As a Recovery Partners Rehabilitation Consultant and psychologist in our Newcastle team, Jessica Abel is quietly changing lives. She has been helping them upskill to find new employment or return to work in their pre-injury jobs. We’re really proud of the work she’s been doing and the results she’s helped facilitate for customers in her region. Here are just a few of their stories:
Laura upskilled and gained confidence
*Laura had been employed in childcare when workplace stress and extreme anxiety led her to make a claim for worker’s compensation. When Jess met Laura, her GP and psychologist had agreed that Laura had no capacity for work, and she had not worked for a period of about six months. Then, a nasty dose of the flu put her out of commission for even longer. ‘At this point, Laura had become deconditioned to work,’ Jess explains. ‘She’d lost a lot of confidence.’ Jess arranged for Laura to undertake a computer skills course, and it proved to be just the boost Laura needed. ‘I was able to provide Laura with some job-seeking support, which she seemed to really appreciate,’ says Jess. ‘She’s now found part-time employment as a driver and we’re also exploring other options now that her capacity has increased.’
Janice stayed with the same employer but moved locations
*Janice was a retail worker who had also experienced workplace stress and bullying that led to a psychological injury. When she was first referred to Jess, Janice had no capacity for work. ‘Janice had been bullied by a supervisor and was very upset and angry about the treatment she’d received,’ says Jess. ‘She wanted to continue working for the same employer, but she was also seeking retribution. She didn’t think she should have to move workplaces, but that was the only option her employers could come up with.’ As a psychologist, Jess offered Janice the empathy and understanding she needed to accept the proposed change, but her GP disagreed and wouldn’t sign off on her return. ‘I think he’d been her doctor for her whole life and was quite protective,’ Jess says. At around this time, COVID-19 shut retail outlets across Australia and Janice’s return to work was further delayed. Jess stayed in contact throughout the lockdown period and managed to get everyone on the same page to support Janice’s return to work at an alternative location. Janice is now back to her pre-injury duties.
A physical injury turned psychological for Michael
*Michael worked in sales for a building supplies store when he sustained an ankle injury that required surgery. When he was due to return to work, his employer let him go and Michael found himself jobless. ‘Michael was quite upset with his employers,’ says Jess. ‘He felt that he’d been treated unfairly. He’d also developed a dependency on the painkillers he was given for his ankle, and that was impacting his lifestyle quite a bit.’ Jess conducted a vocational assessment to explore employment options with Michael and he identified that he’d like to change careers. ‘Michael had been enjoying cooking as a hobby and thought he’d like to move his career in that direction,’ Jess says, ‘but he was in denial about his opiate dependency and not addressing that.’ Jess learned that Michael was quite isolated socially and hadn’t really talked to anyone about what was happening, so she made sure he knew he could talk to her. ‘My approach is to always be supportive and non-judgemental,’ says Jess. ‘In time, that allowed Michael to begin to trust me and he eventually asked for my help to make a medication reduction plan with his GP. He told me my support was the thing that had helped him get to that place. That’s the most rewarding part of my job.’ Michael is now undertaking a work trial in the hospitality industry and has begun to reduce his medication.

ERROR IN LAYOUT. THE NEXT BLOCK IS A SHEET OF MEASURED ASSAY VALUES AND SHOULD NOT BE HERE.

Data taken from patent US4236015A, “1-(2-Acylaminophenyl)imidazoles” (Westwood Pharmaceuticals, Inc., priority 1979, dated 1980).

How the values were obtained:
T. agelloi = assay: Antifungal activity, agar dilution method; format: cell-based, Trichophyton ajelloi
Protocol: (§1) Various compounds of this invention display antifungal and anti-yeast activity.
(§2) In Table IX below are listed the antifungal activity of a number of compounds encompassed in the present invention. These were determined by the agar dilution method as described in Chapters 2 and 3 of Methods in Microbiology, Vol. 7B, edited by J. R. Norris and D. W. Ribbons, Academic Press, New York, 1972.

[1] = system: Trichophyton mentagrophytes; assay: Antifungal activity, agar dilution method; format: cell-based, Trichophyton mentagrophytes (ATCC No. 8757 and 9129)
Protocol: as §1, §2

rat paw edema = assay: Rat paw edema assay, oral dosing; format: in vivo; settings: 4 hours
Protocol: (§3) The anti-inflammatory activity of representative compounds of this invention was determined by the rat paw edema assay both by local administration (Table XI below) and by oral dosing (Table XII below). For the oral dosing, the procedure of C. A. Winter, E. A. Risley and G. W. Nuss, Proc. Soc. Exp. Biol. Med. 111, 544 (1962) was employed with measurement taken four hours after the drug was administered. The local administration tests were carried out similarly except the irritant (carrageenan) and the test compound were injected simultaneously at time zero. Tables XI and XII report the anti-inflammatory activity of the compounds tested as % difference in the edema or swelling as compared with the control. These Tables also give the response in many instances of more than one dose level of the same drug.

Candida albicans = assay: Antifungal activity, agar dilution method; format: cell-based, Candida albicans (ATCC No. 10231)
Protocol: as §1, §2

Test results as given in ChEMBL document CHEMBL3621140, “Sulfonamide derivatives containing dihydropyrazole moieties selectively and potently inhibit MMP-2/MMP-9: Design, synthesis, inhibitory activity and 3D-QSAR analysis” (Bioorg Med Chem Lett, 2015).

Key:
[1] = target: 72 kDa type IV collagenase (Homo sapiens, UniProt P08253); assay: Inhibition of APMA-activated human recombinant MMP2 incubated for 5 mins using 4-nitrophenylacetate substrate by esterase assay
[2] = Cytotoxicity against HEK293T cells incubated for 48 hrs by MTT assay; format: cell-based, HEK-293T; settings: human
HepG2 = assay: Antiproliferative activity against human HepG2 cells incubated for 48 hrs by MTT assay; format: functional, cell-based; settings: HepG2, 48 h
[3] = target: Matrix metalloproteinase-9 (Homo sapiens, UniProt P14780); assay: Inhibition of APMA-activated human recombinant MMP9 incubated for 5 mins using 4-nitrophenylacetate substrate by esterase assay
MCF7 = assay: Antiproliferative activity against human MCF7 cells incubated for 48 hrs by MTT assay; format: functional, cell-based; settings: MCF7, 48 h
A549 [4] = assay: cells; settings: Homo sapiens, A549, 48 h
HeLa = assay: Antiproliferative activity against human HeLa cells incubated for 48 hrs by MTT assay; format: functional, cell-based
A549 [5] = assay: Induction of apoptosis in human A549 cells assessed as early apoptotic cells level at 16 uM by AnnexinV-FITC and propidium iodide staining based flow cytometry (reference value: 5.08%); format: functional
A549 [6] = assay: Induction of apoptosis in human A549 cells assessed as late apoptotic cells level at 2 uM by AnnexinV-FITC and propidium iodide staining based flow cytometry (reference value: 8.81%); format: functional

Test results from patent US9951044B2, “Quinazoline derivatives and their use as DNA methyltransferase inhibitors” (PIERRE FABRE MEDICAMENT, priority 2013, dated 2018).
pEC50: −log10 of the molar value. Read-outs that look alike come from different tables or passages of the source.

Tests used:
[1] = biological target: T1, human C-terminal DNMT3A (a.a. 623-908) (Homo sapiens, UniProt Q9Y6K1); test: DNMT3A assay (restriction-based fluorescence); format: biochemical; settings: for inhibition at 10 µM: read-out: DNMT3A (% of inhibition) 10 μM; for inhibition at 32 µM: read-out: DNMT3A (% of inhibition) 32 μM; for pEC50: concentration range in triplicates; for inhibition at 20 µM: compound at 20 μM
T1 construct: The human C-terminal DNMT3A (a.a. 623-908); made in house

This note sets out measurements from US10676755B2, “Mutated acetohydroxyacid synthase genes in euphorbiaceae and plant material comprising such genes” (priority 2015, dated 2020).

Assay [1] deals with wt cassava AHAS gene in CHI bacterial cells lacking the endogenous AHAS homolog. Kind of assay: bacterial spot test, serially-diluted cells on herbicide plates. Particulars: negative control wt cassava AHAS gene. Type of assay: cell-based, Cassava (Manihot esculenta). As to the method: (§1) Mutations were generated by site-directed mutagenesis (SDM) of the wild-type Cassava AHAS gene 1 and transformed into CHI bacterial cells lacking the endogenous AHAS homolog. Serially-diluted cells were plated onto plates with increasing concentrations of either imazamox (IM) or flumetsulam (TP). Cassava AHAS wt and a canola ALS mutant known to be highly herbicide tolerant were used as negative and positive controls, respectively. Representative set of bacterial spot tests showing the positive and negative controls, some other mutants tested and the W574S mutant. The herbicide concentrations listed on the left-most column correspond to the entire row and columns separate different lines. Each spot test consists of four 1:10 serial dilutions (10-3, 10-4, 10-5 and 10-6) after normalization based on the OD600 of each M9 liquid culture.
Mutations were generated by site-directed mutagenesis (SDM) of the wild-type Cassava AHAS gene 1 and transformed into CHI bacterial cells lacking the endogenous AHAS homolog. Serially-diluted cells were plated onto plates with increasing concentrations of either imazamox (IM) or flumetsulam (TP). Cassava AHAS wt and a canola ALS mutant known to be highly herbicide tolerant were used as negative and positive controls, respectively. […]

Jess approaches every situation with empathy and understanding
‘People who have experienced psychological injuries due to workplace bullying or stress often feel very frustrated about their circumstances,’ says Jess. ‘They can also become quite fixated on what’s gone wrong. I always start by acknowledging that frustration and making sure they feel heard and understood. Then, I try to help them channel their energy into something they can actually change. I help them refocus on something more productive, like canvassing for new jobs or upskilling themselves.’ Well, it’s clearly a successful approach!
If you’d like the assistance of Jess or another Recovery Partners consultant to help your employees or clients to overcome their psychological challenges, get in touch.
Our consultants love to have a chat, so go ahead and give us a call on 1300 OHS RTW (647 789) or email firstname.lastname@example.org
Disclaimer – these articles are provided to supply general safety information to people responsible for OHS in their organisation. They are general in nature and do not substitute for legal and/or professional advice. We always suggest that organisations obtain information specific to their needs. Additional information can be found at www.workcover.nsw.au
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